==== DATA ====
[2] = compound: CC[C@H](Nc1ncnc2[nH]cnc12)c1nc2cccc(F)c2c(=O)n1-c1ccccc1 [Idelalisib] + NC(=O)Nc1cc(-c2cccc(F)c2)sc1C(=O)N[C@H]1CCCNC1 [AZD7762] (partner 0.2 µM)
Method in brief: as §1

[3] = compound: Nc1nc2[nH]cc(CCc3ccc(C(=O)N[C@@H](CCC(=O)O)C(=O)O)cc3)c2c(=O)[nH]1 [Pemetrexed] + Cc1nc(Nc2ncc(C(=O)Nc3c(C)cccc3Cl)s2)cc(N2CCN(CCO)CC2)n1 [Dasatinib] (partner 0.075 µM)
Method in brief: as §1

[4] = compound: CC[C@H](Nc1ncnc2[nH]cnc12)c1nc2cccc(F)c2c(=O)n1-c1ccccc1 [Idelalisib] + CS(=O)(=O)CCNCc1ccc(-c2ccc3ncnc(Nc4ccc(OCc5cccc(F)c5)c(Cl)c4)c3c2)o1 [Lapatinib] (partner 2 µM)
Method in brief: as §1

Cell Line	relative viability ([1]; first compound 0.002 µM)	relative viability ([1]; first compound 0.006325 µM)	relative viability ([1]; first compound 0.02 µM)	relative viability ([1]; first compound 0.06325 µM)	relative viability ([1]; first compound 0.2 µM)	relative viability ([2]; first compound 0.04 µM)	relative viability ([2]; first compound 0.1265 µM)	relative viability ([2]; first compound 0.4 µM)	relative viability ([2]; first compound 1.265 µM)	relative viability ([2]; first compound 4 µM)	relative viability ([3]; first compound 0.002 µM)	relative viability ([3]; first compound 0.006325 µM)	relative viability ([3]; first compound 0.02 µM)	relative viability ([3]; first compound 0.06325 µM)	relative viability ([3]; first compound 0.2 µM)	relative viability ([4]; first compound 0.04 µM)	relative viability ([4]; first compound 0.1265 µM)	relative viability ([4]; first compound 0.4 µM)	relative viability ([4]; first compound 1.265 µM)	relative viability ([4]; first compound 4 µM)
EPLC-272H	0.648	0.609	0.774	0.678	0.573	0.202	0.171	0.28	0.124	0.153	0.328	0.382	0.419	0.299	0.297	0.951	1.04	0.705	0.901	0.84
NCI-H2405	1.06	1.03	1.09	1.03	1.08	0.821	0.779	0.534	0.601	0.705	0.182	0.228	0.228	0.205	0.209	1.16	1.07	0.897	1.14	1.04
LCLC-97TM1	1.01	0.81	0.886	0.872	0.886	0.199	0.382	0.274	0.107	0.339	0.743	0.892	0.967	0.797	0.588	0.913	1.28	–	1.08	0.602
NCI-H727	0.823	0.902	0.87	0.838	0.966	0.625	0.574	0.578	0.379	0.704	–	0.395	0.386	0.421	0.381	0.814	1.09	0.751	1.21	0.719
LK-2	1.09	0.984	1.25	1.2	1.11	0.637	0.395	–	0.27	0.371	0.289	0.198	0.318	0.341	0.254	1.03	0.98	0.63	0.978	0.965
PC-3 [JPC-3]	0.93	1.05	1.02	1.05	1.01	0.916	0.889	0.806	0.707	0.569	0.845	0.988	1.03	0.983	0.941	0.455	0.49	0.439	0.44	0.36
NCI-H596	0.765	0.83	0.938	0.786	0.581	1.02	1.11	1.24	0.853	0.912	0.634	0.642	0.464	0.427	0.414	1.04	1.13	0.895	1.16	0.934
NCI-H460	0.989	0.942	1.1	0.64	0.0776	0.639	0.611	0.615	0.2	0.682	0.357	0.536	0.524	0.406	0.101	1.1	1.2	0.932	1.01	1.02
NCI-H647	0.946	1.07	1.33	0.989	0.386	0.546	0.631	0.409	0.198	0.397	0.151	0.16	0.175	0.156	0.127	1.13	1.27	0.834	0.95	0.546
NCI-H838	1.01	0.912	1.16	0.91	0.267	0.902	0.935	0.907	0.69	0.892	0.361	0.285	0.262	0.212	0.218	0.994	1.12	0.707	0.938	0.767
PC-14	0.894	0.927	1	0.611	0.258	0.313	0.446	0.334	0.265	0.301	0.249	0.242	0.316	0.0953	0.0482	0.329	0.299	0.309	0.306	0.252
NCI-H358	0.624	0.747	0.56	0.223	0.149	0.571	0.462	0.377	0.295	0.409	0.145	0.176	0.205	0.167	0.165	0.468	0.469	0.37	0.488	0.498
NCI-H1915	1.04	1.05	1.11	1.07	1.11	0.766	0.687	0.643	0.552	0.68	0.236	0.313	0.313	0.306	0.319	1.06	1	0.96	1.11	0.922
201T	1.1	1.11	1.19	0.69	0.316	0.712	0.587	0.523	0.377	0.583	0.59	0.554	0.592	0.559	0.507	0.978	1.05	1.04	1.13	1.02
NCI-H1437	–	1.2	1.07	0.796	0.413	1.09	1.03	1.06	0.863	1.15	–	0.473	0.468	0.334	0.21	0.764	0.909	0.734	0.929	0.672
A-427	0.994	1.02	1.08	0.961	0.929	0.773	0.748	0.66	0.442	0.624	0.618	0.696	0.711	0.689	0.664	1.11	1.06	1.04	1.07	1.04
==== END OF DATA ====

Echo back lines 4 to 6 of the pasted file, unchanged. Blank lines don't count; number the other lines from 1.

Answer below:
Method in brief: as §1

[4] = compound: CC[C@H](Nc1ncnc2[nH]cnc12)c1nc2cccc(F)c2c(=O)n1-c1ccccc1 [Idelalisib] + CS(=O)(=O)CCNCc1ccc(-c2ccc3ncnc(Nc4ccc(OCc5cccc(F)c5)c(Cl)c4)c3c2)o1 [Lapatinib] (partner 2 µM)
Method in brief: as §1